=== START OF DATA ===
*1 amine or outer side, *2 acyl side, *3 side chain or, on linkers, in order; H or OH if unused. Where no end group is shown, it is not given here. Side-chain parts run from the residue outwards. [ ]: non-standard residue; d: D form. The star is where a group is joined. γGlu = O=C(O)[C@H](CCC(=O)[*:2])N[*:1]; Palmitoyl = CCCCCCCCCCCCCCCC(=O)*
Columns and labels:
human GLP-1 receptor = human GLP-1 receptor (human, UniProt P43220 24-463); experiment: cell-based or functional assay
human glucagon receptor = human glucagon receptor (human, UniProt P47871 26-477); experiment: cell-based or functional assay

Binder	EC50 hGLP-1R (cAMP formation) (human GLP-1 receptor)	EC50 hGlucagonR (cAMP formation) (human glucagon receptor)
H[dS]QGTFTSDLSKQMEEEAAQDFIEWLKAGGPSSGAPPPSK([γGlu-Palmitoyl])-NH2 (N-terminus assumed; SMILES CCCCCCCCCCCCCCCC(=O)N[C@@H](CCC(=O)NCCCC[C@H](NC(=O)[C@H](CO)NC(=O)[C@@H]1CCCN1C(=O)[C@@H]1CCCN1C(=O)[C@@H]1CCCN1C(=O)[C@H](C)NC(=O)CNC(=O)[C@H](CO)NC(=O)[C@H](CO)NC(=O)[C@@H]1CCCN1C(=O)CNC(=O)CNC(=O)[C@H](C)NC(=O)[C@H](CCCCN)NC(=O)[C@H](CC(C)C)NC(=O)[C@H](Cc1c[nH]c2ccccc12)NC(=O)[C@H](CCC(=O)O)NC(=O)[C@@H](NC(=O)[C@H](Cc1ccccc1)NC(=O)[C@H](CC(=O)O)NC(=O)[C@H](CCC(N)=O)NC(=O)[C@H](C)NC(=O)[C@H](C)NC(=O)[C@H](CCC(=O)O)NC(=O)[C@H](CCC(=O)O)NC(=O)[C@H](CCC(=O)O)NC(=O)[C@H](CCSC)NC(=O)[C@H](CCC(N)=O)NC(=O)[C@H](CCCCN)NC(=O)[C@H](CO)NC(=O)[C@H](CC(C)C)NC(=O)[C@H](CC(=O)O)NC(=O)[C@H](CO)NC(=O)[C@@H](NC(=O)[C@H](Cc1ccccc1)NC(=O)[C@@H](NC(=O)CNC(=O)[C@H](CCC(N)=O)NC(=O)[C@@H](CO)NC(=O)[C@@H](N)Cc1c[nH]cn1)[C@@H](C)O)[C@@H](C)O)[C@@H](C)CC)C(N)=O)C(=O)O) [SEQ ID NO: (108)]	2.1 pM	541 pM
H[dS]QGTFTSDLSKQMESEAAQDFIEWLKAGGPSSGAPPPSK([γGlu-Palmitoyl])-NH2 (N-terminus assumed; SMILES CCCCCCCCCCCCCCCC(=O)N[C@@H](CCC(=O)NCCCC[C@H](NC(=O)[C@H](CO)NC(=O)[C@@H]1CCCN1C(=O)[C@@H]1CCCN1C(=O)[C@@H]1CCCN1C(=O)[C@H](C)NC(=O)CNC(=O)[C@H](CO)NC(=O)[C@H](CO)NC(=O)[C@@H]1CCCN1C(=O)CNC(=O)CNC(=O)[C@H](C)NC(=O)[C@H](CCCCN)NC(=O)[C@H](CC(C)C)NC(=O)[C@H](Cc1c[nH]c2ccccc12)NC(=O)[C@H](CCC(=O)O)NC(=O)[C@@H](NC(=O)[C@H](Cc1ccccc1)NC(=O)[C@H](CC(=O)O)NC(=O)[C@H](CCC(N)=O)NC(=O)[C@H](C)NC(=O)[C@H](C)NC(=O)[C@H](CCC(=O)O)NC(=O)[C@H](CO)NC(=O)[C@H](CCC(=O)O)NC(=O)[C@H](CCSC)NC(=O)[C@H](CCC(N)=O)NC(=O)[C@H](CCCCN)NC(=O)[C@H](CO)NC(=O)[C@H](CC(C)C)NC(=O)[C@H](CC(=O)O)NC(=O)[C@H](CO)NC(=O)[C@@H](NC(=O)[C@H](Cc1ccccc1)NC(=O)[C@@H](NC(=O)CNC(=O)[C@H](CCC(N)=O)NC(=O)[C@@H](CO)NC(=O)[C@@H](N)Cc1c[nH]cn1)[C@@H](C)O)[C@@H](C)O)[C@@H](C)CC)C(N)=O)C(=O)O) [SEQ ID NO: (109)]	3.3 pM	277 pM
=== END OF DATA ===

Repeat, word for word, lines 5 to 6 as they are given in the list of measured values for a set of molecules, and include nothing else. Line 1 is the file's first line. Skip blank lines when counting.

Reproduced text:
Binder	EC50 hGLP-1R (cAMP formation) (human GLP-1 receptor)	EC50 hGlucagonR (cAMP formation) (human glucagon receptor)
H[dS]QGTFTSDLSKQMEEEAAQDFIEWLKAGGPSSGAPPPSK([γGlu-Palmitoyl])-NH2 (N-terminus assumed; SMILES CCCCCCCCCCCCCCCC(=O)N[C@@H](CCC(=O)NCCCC[C@H](NC(=O)[C@H](CO)NC(=O)[C@@H]1CCCN1C(=O)[C@@H]1CCCN1C(=O)[C@@H]1CCCN1C(=O)[C@H](C)NC(=O)CNC(=O)[C@H](CO)NC(=O)[C@H](CO)NC(=O)[C@@H]1CCCN1C(=O)CNC(=O)CNC(=O)[C@H](C)NC(=O)[C@H](CCCCN)NC(=O)[C@H](CC(C)C)NC(=O)[C@H](Cc1c[nH]c2ccccc12)NC(=O)[C@H](CCC(=O)O)NC(=O)[C@@H](NC(=O)[C@H](Cc1ccccc1)NC(=O)[C@H](CC(=O)O)NC(=O)[C@H](CCC(N)=O)NC(=O)[C@H](C)NC(=O)[C@H](C)NC(=O)[C@H](CCC(=O)O)NC(=O)[C@H](CCC(=O)O)NC(=O)[C@H](CCC(=O)O)NC(=O)[C@H](CCSC)NC(=O)[C@H](CCC(N)=O)NC(=O)[C@H](CCCCN)NC(=O)[C@H](CO)NC(=O)[C@H](CC(C)C)NC(=O)[C@H](CC(=O)O)NC(=O)[C@H](CO)NC(=O)[C@@H](NC(=O)[C@H](Cc1ccccc1)NC(=O)[C@@H](NC(=O)CNC(=O)[C@H](CCC(N)=O)NC(=O)[C@@H](CO)NC(=O)[C@@H](N)Cc1c[nH]cn1)[C@@H](C)O)[C@@H](C)O)[C@@H](C)CC)C(N)=O)C(=O)O) [SEQ ID NO: (108)]	2.1 pM	541 pM